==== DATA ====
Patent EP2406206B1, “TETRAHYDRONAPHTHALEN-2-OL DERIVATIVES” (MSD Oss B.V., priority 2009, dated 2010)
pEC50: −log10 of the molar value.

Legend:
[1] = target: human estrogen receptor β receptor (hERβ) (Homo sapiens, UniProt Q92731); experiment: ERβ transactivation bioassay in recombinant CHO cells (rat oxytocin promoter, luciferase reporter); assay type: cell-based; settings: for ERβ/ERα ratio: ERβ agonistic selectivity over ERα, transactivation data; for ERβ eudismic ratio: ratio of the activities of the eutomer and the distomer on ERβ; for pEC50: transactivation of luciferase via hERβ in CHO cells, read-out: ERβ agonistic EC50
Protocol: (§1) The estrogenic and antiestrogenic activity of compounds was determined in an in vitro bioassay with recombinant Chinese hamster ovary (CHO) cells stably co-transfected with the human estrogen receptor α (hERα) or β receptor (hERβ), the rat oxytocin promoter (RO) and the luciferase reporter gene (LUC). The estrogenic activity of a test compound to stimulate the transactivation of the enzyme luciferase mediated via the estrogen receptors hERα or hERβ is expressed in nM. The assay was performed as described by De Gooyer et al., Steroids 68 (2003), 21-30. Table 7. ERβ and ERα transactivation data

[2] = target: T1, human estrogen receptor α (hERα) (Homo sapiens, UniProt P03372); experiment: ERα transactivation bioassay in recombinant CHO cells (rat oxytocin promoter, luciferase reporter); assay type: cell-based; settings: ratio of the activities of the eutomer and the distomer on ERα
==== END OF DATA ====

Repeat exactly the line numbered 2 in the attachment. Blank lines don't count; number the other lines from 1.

pEC50: −log10 of the molar value.